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Classic musical


Brian Doig, standing in front, plays Jesus Christ in the Lake City Playhouse production of
Brian Doig, standing in front, plays Jesus Christ in the Lake City Playhouse production of "Jesus Christ Superstar." The rock musical runs through next Saturday. (Tom Davenport / / The Spokesman-Review)

Director Noel Barbuto took on a daunting task when he decided to bring the 35-year-old rock opera “Jesus Christ Superstar” to the Lake City Playhouse. The musical, with lyrics by Tim Rice and music by Andrew Lloyd Webber, tells the story of the final days of Jesus’ life, as told through Judas’ eyes.

The production, which debuted in the late 1960s, can be performed with great spectacle, but the Playhouse doesn’t have the luxury of a huge stage with all the bells and whistles of a larger theater. At a nearly-square 27-feet-by-26-feet, the Playhouse’s stage is atypical, so Barbuto had to get creative.

He needed level areas, room enough for the actors to dance, and room for the band. To achieve his vision, he cut the stage in quarters, with the first section flat, the section behind sloping toward a backdrop of mountain scenery, and the band placed behind the backdrop wall. From there he was able to play with the direction by knowing where his focus was. For example, the actors in the foreground are sitting on the stairs so the audience can still see Jesus.

Barbuto said it’s important not to have too many actors on stage at once, and during part of the song “Hosanna,” the cast travels through the audience waving palms. Unlike the 1999 adaptation of the story, where the action is set in a more modern style, Barbuto chose to stay with the classic style, with characters dressed in period costumes.

Thirty percent of the crucifixion scene is in the dark. For a couple of the more rock ‘n’ roll numbers, he created a sort of mini rock show, with spectacular use of lights. Color is used to represent places.

Barbuto said that 95 percent of his cast members are very religious, and are performing in “Jesus Christ Superstar” because they like the story.

“It’s not a passion play;K it’s a secular adaptation of a sacred story, and with that I try to take great care in balancing out Andrew Lloyd Webber and Tim Rice’s vision, but try to give my own style to it,” Barbuto said. “It’s done through Judas’ eyes and that’s where the conflict comes in. Not a lot of people like having that idea. Did he just go bad in those last few days, or was he turning out to be a bad seed? This is a musical and artistic interpretation of the viewpoint of Judas in the last few days of Jesus Christ.”

Barbuto said people relate to the play because most everybody knows the story. It is part of our culture. He said that the goal of the production definitely isn’t to proselytize; rather it is to present a good story.

But Barbuto has added twists to the classic adaptation of the tale.

For example, the character of Judas, played by Robby French, starts out in modern clothes. He reappears next in clothing appropriate to 2,000 years ago. Once his character dies, he returns to modern times, appearing in attire appropriate to today.

“Everything he sings is about if he had lived today, he would have reached a whole nation with mass communication,” Barbuto said.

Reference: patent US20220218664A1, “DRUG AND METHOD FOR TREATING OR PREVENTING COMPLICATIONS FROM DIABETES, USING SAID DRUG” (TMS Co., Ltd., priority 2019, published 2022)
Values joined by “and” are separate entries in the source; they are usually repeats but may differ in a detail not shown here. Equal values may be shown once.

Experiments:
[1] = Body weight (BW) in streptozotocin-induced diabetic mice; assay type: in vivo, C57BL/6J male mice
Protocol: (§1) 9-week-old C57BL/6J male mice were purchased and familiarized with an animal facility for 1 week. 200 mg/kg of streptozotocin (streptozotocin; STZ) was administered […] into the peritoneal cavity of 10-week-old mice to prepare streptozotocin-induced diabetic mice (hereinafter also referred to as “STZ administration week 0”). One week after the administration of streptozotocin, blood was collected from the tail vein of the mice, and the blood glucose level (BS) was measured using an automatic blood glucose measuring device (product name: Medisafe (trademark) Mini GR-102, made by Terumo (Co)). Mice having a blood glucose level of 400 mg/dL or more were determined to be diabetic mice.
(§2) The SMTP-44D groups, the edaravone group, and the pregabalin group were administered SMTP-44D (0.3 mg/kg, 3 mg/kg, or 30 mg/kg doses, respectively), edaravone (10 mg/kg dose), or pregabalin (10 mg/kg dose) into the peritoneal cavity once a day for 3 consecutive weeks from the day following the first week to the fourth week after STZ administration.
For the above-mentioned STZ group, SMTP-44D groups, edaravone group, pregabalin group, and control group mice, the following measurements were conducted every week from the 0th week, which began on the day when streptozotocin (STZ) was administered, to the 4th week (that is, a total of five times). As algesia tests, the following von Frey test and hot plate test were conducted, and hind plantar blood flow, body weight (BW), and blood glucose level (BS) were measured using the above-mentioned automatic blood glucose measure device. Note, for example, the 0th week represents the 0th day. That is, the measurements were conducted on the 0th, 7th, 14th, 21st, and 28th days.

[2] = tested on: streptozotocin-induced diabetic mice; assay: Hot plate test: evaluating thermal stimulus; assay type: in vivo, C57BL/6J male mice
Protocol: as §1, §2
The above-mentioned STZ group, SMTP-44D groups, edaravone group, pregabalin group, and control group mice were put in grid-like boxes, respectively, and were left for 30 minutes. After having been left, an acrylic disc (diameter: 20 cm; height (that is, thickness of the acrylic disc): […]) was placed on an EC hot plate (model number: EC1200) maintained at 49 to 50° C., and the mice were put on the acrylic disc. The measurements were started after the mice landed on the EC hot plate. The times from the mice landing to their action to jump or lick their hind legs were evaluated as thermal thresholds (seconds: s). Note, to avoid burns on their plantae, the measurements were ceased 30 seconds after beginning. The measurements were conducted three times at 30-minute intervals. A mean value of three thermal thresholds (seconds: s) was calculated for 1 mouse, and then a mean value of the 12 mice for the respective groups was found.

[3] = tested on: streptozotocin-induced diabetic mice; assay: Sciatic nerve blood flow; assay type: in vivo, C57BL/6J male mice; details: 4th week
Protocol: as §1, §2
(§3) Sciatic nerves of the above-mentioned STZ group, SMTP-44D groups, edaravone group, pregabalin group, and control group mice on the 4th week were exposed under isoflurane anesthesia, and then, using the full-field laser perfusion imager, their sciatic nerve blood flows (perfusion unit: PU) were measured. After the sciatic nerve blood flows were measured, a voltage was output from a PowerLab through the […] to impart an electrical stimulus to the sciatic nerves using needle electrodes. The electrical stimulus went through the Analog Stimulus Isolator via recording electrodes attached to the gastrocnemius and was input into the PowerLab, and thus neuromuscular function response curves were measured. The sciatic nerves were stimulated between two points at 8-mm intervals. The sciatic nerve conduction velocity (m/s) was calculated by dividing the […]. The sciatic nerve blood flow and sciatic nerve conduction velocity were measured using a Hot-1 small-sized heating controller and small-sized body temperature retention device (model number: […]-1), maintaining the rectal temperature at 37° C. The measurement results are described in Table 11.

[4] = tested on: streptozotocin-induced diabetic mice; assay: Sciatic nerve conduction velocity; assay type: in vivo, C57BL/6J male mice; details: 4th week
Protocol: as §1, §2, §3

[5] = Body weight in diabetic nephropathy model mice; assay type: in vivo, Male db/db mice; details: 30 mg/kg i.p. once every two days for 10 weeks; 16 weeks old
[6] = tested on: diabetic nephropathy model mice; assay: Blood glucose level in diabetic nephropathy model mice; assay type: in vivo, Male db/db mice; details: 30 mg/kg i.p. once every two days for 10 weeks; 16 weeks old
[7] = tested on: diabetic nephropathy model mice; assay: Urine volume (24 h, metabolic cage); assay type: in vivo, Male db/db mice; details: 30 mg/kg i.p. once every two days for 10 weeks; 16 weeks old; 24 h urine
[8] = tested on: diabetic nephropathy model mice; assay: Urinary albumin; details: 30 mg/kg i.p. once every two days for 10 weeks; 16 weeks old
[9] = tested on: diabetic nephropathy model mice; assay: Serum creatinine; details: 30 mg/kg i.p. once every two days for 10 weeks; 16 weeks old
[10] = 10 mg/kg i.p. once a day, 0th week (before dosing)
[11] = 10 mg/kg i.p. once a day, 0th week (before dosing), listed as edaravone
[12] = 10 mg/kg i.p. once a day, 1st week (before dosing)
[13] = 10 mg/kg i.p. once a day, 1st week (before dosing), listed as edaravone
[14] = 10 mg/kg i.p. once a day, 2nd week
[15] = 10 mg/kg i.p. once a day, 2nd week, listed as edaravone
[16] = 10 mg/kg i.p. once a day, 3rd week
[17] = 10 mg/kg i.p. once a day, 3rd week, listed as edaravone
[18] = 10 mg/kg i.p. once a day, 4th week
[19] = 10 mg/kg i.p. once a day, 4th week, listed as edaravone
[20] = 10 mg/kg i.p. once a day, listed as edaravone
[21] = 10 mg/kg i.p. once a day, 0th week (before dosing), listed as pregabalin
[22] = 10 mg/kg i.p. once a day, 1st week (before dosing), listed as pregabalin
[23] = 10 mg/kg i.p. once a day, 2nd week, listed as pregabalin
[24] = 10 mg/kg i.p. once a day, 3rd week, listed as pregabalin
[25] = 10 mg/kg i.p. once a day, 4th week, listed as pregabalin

French came up with the idea of wearing a black T-shirt with a red star on it in his final scene, representative of the “superstar” idea, and as a contrast to the white stars on the walls of the set. French is not unfamiliar with the role; he played Judas at the Idyllwild School of the Arts in California, where he graduated with a major in Musical Theatre.

Jesus, portrayed by Brian Doig, is not new to his role either. Doig played Jesus 23 years ago in a Coeur d’Alene Summer Theatre production. He also directed “Phantom” at the Playhouse last year.

Coeur d’Alene Summer Theatre used to be housed in the Lake City Playhouse. Doig said it was a completely different set then, much more sparse than what Barbuto has created.

“I’ve actually played this role five times. The first time was in 1982, and this is probably the last time because I’m getting too old,” Doig said. “It’s been fun. I don’t know that there’s a more rewarding character to play. Jesus is just an amazing guy, which goes without saying.”

Doig has met Ted Neely, who played Jesus in the movie adaptation of the play.

“I asked him if the role affected him, because it did me, and he said absolutely. It really does affect your life; it touches you on an artistic level and spiritual level,” Doig said.

Husband and wife Callie and Stu Cabe, both veteran actors, play the roles of Mary Magdalene and Pontius Pilate, respectively. It’s Callie’s first time playing Mary Magdaline. She and Stu met doing Coeur d’Alene Summer Theatre and have performed together in “Superstar” before. Well-known actor-director and choreographer Roger Welch leaves a lasting impression in his role of King Herod.

There are 35 actors in the cast, and all were cast as a result of open auditions. For some it is their first show, or their first in many, many years. They all share the love of the music in the show.

“In my creative process I bring ideas to the table,” Barbuto said. “This is what I’m looking for, this is what I want. There are wonderful moments where I will ask them (the actors) this is what I see; do you feel comfortable with that, do you have an idea? So I get to massage it into something.”

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